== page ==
Loyola Medicine unveils PET scanning for prostate cancer

Chicago's Loyola Medicine released a statement today announcing it is the first center in the Midwest to offer an effective PET/CT scan procedure specifically for prostate cancer.

According to the release, the scan shows the location and extent of cancer that has recurred after initial treatment and spread to other parts of the body. Loyola's PET/CT scan uses Axumin, a synthetic amino acid that was approved for use by the FDA in May. After Axumin is injected into the patient, the drug is taken up by prostate cancer cells. The fluorine-18 emits a small amount of energy in the form of gamma rays. The PET/CT scanner then detects this energy, and a computer produces a detailed image.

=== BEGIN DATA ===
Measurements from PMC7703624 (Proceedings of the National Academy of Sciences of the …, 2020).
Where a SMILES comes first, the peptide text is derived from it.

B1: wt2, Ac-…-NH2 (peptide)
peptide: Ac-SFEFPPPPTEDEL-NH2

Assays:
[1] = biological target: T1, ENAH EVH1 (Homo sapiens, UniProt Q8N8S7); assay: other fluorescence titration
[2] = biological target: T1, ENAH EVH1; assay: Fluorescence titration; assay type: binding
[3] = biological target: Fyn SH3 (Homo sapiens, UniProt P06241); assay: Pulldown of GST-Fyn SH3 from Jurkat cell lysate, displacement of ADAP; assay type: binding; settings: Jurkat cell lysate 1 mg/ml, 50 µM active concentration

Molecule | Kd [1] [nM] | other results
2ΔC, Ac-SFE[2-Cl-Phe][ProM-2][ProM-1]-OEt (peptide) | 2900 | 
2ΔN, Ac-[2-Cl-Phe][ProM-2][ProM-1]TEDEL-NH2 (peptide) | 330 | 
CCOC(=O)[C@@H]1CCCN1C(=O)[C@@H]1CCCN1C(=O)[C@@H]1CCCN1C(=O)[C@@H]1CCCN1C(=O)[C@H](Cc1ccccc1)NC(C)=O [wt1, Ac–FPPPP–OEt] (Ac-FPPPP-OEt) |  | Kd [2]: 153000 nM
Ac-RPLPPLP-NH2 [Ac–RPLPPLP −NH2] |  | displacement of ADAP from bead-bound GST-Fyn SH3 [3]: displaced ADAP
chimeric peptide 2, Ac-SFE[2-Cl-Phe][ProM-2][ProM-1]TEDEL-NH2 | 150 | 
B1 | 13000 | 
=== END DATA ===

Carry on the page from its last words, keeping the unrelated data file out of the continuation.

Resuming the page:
“By knowing where the cancer has gone, we can provide more accurate, precise and selective treatment,” said Loyola nuclear physician Bital Savir-Baruch, MD in a statement.

Follow the link below for the full release from Loyola Medicine: